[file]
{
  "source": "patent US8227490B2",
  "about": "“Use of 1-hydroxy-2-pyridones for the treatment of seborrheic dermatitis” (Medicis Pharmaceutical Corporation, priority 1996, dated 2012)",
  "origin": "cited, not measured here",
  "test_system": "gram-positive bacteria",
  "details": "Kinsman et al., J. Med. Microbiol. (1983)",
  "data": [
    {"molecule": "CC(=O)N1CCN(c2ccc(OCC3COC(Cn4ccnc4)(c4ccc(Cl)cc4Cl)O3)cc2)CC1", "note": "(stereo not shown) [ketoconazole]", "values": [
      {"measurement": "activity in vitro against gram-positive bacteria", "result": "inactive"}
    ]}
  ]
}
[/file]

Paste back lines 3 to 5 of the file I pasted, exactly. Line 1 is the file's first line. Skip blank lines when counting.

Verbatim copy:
  "about": "“Use of 1-hydroxy-2-pyridones for the treatment of seborrheic dermatitis” (Medicis Pharmaceutical Corporation, priority 1996, dated 2012)",
  "origin": "cited, not measured here",
  "test_system": "gram-positive bacteria",